At the CBI Conference yesterday, the Prime Minister announced that government will publish its proposals to ensure the voice of employees is heard in the boardroom. These proposals will form part of wider plans to reform corporate governance, including executive pay and accountability to shareholders. The green paper should be published later this month.
Some of the uncertainty surrounding these proposals has been removed.
- The Prime Minister has made it clear that companies will not be forced to adopt works councils. No mandatory mechanism for the direct appointment of workers or trade union representatives on boards will be introduced.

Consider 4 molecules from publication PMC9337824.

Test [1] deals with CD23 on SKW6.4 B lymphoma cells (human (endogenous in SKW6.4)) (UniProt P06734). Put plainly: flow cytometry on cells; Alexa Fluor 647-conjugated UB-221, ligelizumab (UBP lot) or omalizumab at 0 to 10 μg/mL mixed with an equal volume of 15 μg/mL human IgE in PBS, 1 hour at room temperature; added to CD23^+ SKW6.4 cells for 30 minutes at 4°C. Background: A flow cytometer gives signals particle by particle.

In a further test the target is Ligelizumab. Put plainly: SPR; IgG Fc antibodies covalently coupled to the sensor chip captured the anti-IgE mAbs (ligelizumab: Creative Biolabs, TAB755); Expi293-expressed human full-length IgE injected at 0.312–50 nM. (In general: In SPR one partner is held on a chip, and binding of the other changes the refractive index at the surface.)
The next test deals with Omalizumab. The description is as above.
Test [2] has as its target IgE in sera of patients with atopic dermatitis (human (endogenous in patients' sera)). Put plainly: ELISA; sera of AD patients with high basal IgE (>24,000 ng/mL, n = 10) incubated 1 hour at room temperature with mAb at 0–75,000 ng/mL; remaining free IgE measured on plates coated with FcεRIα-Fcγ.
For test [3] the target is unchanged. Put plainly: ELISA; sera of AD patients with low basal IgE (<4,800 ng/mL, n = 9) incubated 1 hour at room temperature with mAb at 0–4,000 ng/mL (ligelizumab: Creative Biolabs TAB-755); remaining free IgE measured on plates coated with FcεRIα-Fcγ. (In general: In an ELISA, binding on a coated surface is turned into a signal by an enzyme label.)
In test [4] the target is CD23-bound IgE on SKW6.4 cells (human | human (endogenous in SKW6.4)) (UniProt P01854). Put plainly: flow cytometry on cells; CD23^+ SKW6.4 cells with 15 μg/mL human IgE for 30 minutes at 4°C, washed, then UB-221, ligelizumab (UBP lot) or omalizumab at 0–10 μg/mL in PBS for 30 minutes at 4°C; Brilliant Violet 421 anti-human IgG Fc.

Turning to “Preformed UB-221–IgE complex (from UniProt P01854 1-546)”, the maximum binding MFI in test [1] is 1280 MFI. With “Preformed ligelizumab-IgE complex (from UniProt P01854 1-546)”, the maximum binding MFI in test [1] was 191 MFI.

- Companies will be able to use existing board structures to facilitate employee representation. The key for each company will be finding the model that works for it.
- No changes will be made to the UK’s unitary board system. There had been concerns that aspects of the management and supervisory board structure used in other jurisdictions might be introduced.
Although companies will have flexibility in identifying and implementing their preferred structure, they will need to demonstrate that employees’ voices are properly represented in board deliberations.
Companies should consider how they currently engage with their employees. Do any changes need to be made to that process? What weight should directors give to the views of employees? How can companies demonstrate that they have responded to the challenge laid down by the Prime Minister? Whilst many questions remain, companies will be relieved that a mandatory regime is not being introduced.
We will publish a further update when the green paper is published.